In talking to my writing class on Wednesday, it dawned on me why they have such trouble with leads: They have been trained to write for length, not quality.
If you think back to every paper you ever wrote in college, or ask students about any paper they have to write now, everything is predicated on length: 5 pages on the outcome of the Civil War, 10 pages on the stages of Maslow’s Hierarchy of Needs, 20 pages on the history of war deployments in modern America.
Students under these requirements know that getting to the point quickly is detrimental to their grades. They need to fill space. Therefore, they start off with epic, sweeping introductions that start at the dawn of modern time and end with a thesis about the invention of the donut. They toss every possible adjective and adverb into every sentence, in hopes of squeezing out one more line to make a page look more full. They restate every point in detail as part of an overly detailed conclusion.
To help them make the transition to journalism, here is a throwback post that looks at what good leads do and how to fix bad leads. Hope it helps:
The lead is the most important thing you will ever write in a story. It’s supposed to grab your readers by the eyeballs and drag them into the guts of your story. It’s supposed to explain who did what to whom in a clear and concise fashion. It’s also supposed to be between 25 and 35 words, lest it get wild and unruly. This is one of those skills you need to work on constantly, even if you are a pro.
Consider a few of the following leads and what went horribly wrong with them:
Lead 1: It’s the most sensational, inspirational, celebrational, muppetational…
Hyperbole is the art of creating overblown excitement for no real reason. A straw man approach is the ability to set up a weak argument or premise that no one has stated so you can refute it and establish your point of view. If you put both of them in a lead, you have something like this story’s opening:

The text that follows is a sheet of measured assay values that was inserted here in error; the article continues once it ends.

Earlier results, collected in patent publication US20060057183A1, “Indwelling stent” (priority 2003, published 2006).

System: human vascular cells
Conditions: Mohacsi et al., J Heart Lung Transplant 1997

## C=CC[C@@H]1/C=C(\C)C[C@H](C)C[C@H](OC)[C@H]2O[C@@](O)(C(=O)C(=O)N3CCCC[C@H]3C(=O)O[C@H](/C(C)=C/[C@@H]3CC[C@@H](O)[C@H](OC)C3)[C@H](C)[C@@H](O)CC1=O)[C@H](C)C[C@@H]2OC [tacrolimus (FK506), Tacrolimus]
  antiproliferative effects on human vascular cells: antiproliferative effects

Delivering wheelchairs to disabled kids across the country from Bozeman may sound like a pipe dream, but it’s exactly what ROC Wheels does.
I don’t know much about Bozeman, Montana, but I’m guessing its entire populous doesn’t stay awake at night aspiring to deliver wheelchairs to people. Also, who says this aspiration would likely go unmet if my supposition in the previous sentence were incorrect? What is this “On Bozeman, Montana’s Waterfront?”
The author has overstated her point, and that’s just one problem with this lead. Here are two others:
- The story isn’t about ROC’s past. It’s about the launch of a new program involving veterans building and delivering chairs as part of a therapeutic activity. Thus, the lead is buried in the second sentence.
- The origin of the term “pipe dream” relates to the smoking of an opium pipe and the wild visions this activity evoked in people. Eeesh.
This is a clear case of what happens when a writer tries to do too much with a lead. Just tell me what’s going on and why I care: Veterans will build and deliver wheelchairs, an activity that helps the recipients as well as the veterans.
Lead 2: How can we bore people with a story about sex?
Question: How can a lead about sex toys be bad?
Answer: Like this.
Zach Smith had sex toys delivered to him at Ohio State‘s football headquarters in 2015, according to an online report Friday, raising more questions about the former assistant coach’s conduct while employed there just as the university prepares to conclude its investigation of the program and head coach Urban Meyer.